Academic journal article Journal for the Study of Religions and Ideologies

An Ethical Herstory of Giving Birth

Academic journal article Journal for the Study of Religions and Ideologies

An Ethical Herstory of Giving Birth

Article excerpt

AN ETHICAL HERSTORY OF GIVING BIRTH Mihaela Miroiu, Otilia Dragomir (eds.), Nasterea. Istorii traite (Giving Birth. Life-stories), Iasi: Polirom, 2010

Key words: giving birth, life-stories, women, reproductive issues, feminism, ethics

One can easily exaggerate when attempting to address "hard" issues such as the process of giving birth. Some well-known feminist views may nourish these exaggerations, especially when taken out of context. Thus, one can imagine a world in which artificial wombs, coupled with IVF-like techniques would externalize the process of conceiving and bearing children and finally separate the reproduction process from biology and radically "liberate" everybody (especially women) from the burden of giving birth (a view imagined by Shulamith Firestone). Or, respectively, one can fall into the other extreme, and essentialize women, celebrating their capacity of child-bearing and choosing to neglect all other important dimensions of women's identity and consequently marginalizing, for instance, childless women.

It is therefore remarkable that the first Romanian volume on the experiences of giving birth through the lenses of mothers - Nasterea. Istorii traite (Giving Birth. Life-stories)1 manages to escape all these possible exaggerations and offer the readers a true sample of herstories. The volume collects the stories of twenty women, from different generations, of their becoming mothers, from the moment of discovering the pregnancy until the end of confinement and sometimes the weaning.

I believe that one can find multiple layers of encountering and reading a book; the volume mentioned here makes no exception. All books treating various aspects of societal or cultural taboos will inevitably rise attention and generate various reactions. In a way, the editors have warned about this in the foreword: "On these things one does not talk, or if one talks, one does not write about, or, if still, one writes about it, at least one does not publish."2

Firstly, taking into account its editorial framework, one can note the novelty of the project as such for the Romanian society. The fact that, twenty-one years after the events of 1989 and sixteen years after the appearance of the first book of Romanian feminist political philosophy3, we can finally read a personal history book in which twenty women overcome several cultural and social taboos and choose to share one of their most private moment of life can be regarded as a sign of normality. It is a necessary first step, because, in order to build a more complex and thorough research, one needs far more such books, such stories and such voices. The volume offers a remarkable opening, in that it covers the history of at least three generations of women, from different times and, to a certain extent, even different spaces (two birth experiences are from abroad, from US and respectively Spain). Nevertheless, the above mentioned diversity is limited in one important respect. Thus, all women in the volume (with maybe one exception) belong to the category of the so-called "intellectuals". They are all well-educated, well above the majority of ordinary women; most of them are teachers, physicians, and almost all graduated university.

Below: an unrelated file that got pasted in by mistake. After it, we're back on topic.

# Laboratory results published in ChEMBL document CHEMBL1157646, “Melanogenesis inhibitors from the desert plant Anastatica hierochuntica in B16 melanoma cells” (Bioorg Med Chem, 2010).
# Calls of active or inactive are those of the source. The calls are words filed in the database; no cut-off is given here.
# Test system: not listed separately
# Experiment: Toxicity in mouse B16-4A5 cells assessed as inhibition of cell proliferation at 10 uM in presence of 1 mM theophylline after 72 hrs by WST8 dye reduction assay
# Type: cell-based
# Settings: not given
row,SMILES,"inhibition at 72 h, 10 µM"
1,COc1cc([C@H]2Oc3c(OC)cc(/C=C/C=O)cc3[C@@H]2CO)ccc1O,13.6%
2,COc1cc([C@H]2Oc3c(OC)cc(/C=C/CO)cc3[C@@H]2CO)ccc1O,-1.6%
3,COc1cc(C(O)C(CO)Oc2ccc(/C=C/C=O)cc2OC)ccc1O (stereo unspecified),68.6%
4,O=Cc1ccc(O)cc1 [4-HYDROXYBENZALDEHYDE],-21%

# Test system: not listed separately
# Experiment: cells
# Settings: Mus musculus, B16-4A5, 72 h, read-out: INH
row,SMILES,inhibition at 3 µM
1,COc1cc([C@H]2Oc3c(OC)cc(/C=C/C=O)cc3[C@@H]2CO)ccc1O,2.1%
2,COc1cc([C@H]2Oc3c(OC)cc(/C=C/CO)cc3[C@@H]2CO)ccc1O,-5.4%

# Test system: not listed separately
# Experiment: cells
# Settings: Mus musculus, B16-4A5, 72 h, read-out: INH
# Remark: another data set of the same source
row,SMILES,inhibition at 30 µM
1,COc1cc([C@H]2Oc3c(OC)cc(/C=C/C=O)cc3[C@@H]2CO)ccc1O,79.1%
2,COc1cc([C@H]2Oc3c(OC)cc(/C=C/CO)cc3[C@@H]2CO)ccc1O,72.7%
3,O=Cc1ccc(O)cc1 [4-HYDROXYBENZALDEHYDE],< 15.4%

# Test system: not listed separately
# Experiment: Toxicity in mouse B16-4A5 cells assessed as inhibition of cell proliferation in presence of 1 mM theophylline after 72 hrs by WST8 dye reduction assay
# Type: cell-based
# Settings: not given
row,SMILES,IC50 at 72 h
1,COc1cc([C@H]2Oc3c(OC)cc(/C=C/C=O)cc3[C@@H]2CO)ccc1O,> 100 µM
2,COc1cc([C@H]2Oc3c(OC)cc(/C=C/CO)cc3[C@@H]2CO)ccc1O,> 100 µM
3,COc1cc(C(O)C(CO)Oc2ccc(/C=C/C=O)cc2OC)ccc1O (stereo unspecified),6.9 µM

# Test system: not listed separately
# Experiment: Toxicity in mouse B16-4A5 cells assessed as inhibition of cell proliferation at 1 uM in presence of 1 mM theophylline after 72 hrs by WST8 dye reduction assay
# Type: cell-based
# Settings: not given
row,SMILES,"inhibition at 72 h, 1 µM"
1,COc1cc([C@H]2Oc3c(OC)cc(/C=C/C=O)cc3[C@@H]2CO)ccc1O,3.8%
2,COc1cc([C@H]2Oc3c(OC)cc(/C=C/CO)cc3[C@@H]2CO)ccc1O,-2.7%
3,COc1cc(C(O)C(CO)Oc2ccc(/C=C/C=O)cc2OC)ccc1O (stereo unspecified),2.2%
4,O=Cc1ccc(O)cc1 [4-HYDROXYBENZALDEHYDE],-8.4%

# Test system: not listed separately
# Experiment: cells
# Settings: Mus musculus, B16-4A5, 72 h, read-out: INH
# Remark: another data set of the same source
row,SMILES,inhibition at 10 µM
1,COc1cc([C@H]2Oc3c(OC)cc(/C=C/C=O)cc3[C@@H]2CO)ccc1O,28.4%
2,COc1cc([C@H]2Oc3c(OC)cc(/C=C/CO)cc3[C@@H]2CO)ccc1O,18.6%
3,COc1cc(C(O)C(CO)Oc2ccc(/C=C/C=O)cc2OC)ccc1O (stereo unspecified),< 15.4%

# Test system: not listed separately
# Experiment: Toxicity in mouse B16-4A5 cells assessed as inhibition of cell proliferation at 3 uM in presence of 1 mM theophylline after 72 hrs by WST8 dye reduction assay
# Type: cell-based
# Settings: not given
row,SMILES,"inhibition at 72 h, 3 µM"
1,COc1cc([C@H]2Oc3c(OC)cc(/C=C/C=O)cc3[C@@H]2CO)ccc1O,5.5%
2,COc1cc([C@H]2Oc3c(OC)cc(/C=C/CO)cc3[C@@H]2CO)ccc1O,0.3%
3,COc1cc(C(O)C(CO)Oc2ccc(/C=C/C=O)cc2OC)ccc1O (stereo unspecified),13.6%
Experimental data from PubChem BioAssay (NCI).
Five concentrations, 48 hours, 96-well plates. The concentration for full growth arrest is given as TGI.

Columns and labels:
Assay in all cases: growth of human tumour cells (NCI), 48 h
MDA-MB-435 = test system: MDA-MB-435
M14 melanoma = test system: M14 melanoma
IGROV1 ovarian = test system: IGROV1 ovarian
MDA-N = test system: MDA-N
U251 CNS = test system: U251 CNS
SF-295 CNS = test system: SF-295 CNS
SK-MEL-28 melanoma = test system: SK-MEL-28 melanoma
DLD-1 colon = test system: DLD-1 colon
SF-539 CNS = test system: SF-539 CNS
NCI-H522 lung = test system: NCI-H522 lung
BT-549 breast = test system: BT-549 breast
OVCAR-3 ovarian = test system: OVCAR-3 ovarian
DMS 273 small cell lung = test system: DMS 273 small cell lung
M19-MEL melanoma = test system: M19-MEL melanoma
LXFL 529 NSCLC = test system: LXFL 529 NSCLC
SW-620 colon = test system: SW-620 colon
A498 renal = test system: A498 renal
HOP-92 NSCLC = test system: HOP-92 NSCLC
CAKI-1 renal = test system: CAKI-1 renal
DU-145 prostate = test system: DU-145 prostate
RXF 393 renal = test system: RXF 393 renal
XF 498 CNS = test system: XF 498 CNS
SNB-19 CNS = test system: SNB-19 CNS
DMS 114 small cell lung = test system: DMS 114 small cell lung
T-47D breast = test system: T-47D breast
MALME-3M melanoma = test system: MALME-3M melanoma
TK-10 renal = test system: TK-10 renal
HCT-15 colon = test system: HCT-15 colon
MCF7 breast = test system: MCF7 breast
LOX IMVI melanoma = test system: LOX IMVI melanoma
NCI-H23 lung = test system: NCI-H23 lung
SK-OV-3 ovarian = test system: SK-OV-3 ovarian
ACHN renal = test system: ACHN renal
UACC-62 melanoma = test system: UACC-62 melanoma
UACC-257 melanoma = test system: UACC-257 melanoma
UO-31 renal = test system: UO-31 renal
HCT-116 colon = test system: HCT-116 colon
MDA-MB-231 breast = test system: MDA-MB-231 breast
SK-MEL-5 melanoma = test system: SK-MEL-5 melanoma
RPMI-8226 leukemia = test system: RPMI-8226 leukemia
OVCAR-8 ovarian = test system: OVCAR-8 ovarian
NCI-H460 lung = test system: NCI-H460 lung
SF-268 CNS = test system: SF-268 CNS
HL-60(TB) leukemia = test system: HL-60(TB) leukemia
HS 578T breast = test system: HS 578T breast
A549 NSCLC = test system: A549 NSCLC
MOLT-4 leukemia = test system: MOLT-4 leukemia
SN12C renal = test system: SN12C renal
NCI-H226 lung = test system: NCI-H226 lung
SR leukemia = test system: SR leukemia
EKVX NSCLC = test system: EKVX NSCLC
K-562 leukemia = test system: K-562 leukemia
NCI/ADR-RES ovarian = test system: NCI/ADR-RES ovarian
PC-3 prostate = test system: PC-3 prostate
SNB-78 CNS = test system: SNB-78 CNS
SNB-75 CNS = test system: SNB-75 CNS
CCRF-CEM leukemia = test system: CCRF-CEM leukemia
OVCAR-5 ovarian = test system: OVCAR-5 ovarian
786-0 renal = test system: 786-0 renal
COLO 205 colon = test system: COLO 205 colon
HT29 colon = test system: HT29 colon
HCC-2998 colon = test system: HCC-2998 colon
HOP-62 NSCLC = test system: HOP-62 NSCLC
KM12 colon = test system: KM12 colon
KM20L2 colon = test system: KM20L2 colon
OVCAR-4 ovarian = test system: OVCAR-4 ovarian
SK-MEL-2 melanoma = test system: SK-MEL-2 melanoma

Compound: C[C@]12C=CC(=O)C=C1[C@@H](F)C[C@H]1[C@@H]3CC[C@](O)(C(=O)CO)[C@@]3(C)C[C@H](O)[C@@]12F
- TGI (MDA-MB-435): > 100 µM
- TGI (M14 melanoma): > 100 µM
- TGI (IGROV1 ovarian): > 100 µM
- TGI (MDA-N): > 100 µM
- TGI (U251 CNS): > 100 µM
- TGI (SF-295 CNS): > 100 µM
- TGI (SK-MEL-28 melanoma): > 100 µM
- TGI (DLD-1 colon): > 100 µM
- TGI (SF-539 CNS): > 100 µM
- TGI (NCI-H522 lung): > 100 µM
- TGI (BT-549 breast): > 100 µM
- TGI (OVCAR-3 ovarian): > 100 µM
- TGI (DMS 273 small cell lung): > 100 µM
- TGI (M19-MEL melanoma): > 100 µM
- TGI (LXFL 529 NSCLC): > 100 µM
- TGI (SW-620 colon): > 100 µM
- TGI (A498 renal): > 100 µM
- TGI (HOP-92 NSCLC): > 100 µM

Of course, this is not a lack of the volume, nor does it constitute a critique of its structure. However, it confines the representativeness of the book to this socio-professional category. Thus, some trends or features are over-represented among this category: a certain type of care towards the baby, overwhelming feelings of helplessness or of exaggerated guilt are easier to be founded here than among other types of mothers.

To illustrate this point, I shall make a comparison with a totally different book, especially from a methodological point of view. In the latter one, Social Exclusion at the Crossroads of Gender, Ethnicity and Class 4, the focus of research is represented by a community of Roma women nearby Orastie and their reproductive issues. …

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